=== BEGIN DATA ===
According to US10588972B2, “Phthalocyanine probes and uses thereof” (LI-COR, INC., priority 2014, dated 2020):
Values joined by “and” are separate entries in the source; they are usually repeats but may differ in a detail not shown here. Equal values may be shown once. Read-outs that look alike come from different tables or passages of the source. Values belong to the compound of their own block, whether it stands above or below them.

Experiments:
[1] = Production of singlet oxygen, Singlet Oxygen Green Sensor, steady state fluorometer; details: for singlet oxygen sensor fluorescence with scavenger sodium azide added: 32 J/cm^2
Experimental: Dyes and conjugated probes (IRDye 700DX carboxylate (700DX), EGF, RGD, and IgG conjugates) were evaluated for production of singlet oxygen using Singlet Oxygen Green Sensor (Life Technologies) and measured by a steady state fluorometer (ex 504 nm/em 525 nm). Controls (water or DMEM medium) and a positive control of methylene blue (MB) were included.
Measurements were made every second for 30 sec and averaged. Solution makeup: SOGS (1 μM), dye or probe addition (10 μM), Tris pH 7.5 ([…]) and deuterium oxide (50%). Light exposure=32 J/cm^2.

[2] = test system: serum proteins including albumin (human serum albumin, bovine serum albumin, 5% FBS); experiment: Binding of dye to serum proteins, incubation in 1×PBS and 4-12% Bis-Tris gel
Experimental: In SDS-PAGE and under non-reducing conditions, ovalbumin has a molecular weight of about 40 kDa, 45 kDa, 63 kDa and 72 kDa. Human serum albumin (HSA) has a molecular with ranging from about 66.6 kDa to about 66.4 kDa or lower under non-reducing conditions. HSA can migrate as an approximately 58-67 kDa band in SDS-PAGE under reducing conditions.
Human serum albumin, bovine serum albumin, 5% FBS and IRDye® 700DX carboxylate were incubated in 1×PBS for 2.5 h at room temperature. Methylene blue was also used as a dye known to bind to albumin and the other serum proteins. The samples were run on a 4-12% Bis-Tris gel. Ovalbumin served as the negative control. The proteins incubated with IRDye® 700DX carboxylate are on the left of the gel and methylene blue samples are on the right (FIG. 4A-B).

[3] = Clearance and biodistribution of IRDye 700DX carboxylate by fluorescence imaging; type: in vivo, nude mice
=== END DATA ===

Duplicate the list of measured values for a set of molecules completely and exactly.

According to US10588972B2, “Phthalocyanine probes and uses thereof” (LI-COR, INC., priority 2014, dated 2020):
Values joined by “and” are separate entries in the source; they are usually repeats but may differ in a detail not shown here. Equal values may be shown once. Read-outs that look alike come from different tables or passages of the source. Values belong to the compound of their own block, whether it stands above or below them.

Experiments:
[1] = Production of singlet oxygen, Singlet Oxygen Green Sensor, steady state fluorometer; details: for singlet oxygen sensor fluorescence with scavenger sodium azide added: 32 J/cm^2
Experimental: Dyes and conjugated probes (IRDye 700DX carboxylate (700DX), EGF, RGD, and IgG conjugates) were evaluated for production of singlet oxygen using Singlet Oxygen Green Sensor (Life Technologies) and measured by a steady state fluorometer (ex 504 nm/em 525 nm). Controls (water or DMEM medium) and a positive control of methylene blue (MB) were included.
Measurements were made every second for 30 sec and averaged. Solution makeup: SOGS (1 μM), dye or probe addition (10 μM), Tris pH 7.5 ([…]) and deuterium oxide (50%). Light exposure=32 J/cm^2.

[2] = test system: serum proteins including albumin (human serum albumin, bovine serum albumin, 5% FBS); experiment: Binding of dye to serum proteins, incubation in 1×PBS and 4-12% Bis-Tris gel
Experimental: In SDS-PAGE and under non-reducing conditions, ovalbumin has a molecular weight of about 40 kDa, 45 kDa, 63 kDa and 72 kDa. Human serum albumin (HSA) has a molecular with ranging from about 66.6 kDa to about 66.4 kDa or lower under non-reducing conditions. HSA can migrate as an approximately 58-67 kDa band in SDS-PAGE under reducing conditions.
Human serum albumin, bovine serum albumin, 5% FBS and IRDye® 700DX carboxylate were incubated in 1×PBS for 2.5 h at room temperature. Methylene blue was also used as a dye known to bind to albumin and the other serum proteins. The samples were run on a 4-12% Bis-Tris gel. Ovalbumin served as the negative control. The proteins incubated with IRDye® 700DX carboxylate are on the left of the gel and methylene blue samples are on the right (FIG. 4A-B).

[3] = Clearance and biodistribution of IRDye 700DX carboxylate by fluorescence imaging; type: in vivo, nude mice